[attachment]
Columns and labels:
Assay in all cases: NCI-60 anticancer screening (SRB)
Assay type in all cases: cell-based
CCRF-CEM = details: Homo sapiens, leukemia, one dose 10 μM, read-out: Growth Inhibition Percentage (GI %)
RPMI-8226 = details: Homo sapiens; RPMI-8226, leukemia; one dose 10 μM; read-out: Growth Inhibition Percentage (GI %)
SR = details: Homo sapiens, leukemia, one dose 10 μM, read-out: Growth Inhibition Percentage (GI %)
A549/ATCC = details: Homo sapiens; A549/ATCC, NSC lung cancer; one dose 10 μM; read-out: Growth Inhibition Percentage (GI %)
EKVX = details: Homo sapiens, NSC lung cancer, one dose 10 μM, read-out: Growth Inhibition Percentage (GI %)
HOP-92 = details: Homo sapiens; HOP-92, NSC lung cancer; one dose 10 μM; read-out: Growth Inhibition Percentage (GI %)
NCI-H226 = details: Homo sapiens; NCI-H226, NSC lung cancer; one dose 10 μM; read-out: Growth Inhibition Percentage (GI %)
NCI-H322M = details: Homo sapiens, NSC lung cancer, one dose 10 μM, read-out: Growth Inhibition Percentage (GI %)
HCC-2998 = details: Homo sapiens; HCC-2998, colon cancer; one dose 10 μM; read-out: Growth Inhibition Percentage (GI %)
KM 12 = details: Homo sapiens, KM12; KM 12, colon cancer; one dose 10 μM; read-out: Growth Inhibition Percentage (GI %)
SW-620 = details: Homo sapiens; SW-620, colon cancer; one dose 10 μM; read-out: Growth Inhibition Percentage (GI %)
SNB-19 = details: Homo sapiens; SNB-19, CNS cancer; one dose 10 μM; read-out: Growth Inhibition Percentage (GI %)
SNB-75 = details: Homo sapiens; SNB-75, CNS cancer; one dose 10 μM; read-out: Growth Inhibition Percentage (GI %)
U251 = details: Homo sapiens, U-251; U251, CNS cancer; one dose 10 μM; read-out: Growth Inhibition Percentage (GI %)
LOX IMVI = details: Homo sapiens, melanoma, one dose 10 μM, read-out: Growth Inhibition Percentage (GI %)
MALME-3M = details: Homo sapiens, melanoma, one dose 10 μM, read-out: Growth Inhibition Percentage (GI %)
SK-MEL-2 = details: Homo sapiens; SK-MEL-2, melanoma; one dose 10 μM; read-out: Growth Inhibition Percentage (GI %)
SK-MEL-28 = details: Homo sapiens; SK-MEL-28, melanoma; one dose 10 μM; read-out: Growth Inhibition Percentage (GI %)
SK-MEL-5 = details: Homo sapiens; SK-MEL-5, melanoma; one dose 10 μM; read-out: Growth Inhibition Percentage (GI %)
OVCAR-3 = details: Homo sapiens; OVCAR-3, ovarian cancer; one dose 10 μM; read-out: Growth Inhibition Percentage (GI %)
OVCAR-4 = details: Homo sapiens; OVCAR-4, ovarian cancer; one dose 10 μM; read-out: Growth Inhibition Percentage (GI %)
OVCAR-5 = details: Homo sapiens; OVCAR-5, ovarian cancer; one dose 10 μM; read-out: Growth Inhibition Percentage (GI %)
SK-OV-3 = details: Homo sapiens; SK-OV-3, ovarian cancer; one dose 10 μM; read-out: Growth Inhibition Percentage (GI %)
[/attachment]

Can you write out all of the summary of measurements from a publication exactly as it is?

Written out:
Columns and labels:
Assay in all cases: NCI-60 anticancer screening (SRB)
Assay type in all cases: cell-based
CCRF-CEM = details: Homo sapiens, leukemia, one dose 10 μM, read-out: Growth Inhibition Percentage (GI %)
RPMI-8226 = details: Homo sapiens; RPMI-8226, leukemia; one dose 10 μM; read-out: Growth Inhibition Percentage (GI %)
SR = details: Homo sapiens, leukemia, one dose 10 μM, read-out: Growth Inhibition Percentage (GI %)
A549/ATCC = details: Homo sapiens; A549/ATCC, NSC lung cancer; one dose 10 μM; read-out: Growth Inhibition Percentage (GI %)
EKVX = details: Homo sapiens, NSC lung cancer, one dose 10 μM, read-out: Growth Inhibition Percentage (GI %)
HOP-92 = details: Homo sapiens; HOP-92, NSC lung cancer; one dose 10 μM; read-out: Growth Inhibition Percentage (GI %)
NCI-H226 = details: Homo sapiens; NCI-H226, NSC lung cancer; one dose 10 μM; read-out: Growth Inhibition Percentage (GI %)
NCI-H322M = details: Homo sapiens, NSC lung cancer, one dose 10 μM, read-out: Growth Inhibition Percentage (GI %)
HCC-2998 = details: Homo sapiens; HCC-2998, colon cancer; one dose 10 μM; read-out: Growth Inhibition Percentage (GI %)
KM 12 = details: Homo sapiens, KM12; KM 12, colon cancer; one dose 10 μM; read-out: Growth Inhibition Percentage (GI %)
SW-620 = details: Homo sapiens; SW-620, colon cancer; one dose 10 μM; read-out: Growth Inhibition Percentage (GI %)
SNB-19 = details: Homo sapiens; SNB-19, CNS cancer; one dose 10 μM; read-out: Growth Inhibition Percentage (GI %)
SNB-75 = details: Homo sapiens; SNB-75, CNS cancer; one dose 10 μM; read-out: Growth Inhibition Percentage (GI %)
U251 = details: Homo sapiens, U-251; U251, CNS cancer; one dose 10 μM; read-out: Growth Inhibition Percentage (GI %)
LOX IMVI = details: Homo sapiens, melanoma, one dose 10 μM, read-out: Growth Inhibition Percentage (GI %)
MALME-3M = details: Homo sapiens, melanoma, one dose 10 μM, read-out: Growth Inhibition Percentage (GI %)
SK-MEL-2 = details: Homo sapiens; SK-MEL-2, melanoma; one dose 10 μM; read-out: Growth Inhibition Percentage (GI %)
SK-MEL-28 = details: Homo sapiens; SK-MEL-28, melanoma; one dose 10 μM; read-out: Growth Inhibition Percentage (GI %)
SK-MEL-5 = details: Homo sapiens; SK-MEL-5, melanoma; one dose 10 μM; read-out: Growth Inhibition Percentage (GI %)
OVCAR-3 = details: Homo sapiens; OVCAR-3, ovarian cancer; one dose 10 μM; read-out: Growth Inhibition Percentage (GI %)
OVCAR-4 = details: Homo sapiens; OVCAR-4, ovarian cancer; one dose 10 μM; read-out: Growth Inhibition Percentage (GI %)
OVCAR-5 = details: Homo sapiens; OVCAR-5, ovarian cancer; one dose 10 μM; read-out: Growth Inhibition Percentage (GI %)
SK-OV-3 = details: Homo sapiens; SK-OV-3, ovarian cancer; one dose 10 μM; read-out: Growth Inhibition Percentage (GI %)